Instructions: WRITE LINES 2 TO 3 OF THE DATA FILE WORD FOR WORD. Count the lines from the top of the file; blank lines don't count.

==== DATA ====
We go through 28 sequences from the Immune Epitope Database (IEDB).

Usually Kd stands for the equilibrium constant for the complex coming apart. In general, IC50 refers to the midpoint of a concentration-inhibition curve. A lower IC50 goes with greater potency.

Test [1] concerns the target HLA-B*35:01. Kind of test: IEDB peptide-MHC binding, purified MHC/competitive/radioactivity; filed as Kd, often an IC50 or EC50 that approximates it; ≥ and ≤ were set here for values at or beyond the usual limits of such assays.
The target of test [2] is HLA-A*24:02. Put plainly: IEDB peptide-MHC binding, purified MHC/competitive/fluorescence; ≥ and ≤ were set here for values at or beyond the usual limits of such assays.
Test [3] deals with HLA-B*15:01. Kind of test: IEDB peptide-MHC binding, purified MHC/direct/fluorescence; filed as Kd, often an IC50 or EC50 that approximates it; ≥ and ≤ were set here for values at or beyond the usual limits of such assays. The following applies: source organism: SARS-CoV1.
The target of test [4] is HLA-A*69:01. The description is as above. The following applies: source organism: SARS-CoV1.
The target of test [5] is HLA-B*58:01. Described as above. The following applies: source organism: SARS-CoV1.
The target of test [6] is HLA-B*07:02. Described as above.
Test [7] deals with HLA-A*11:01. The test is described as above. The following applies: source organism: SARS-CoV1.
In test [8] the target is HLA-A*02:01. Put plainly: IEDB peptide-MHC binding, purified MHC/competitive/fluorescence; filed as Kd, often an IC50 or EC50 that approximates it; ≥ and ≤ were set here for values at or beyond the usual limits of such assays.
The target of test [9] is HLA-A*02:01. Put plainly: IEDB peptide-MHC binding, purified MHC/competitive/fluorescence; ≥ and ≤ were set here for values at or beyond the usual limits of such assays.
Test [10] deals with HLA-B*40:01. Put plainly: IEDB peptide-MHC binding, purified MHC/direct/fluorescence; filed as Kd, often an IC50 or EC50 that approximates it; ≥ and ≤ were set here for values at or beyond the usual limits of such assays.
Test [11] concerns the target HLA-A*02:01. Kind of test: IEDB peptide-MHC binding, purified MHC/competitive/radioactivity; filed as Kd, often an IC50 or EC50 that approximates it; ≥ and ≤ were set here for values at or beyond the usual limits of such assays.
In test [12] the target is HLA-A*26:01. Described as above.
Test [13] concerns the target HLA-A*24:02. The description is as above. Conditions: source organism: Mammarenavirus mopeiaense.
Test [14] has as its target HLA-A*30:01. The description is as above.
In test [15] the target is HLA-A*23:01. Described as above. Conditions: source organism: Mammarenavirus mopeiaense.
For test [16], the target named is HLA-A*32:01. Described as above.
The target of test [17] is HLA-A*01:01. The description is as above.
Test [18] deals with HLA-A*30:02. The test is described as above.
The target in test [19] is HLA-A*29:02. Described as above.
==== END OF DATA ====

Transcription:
Usually Kd stands for the equilibrium constant for the complex coming apart. In general, IC50 refers to the midpoint of a concentration-inhibition curve. A lower IC50 goes with greater potency.

Test [1] concerns the target HLA-B*35:01. Kind of test: IEDB peptide-MHC binding, purified MHC/competitive/radioactivity; filed as Kd, often an IC50 or EC50 that approximates it; ≥ and ≤ were set here for values at or beyond the usual limits of such assays.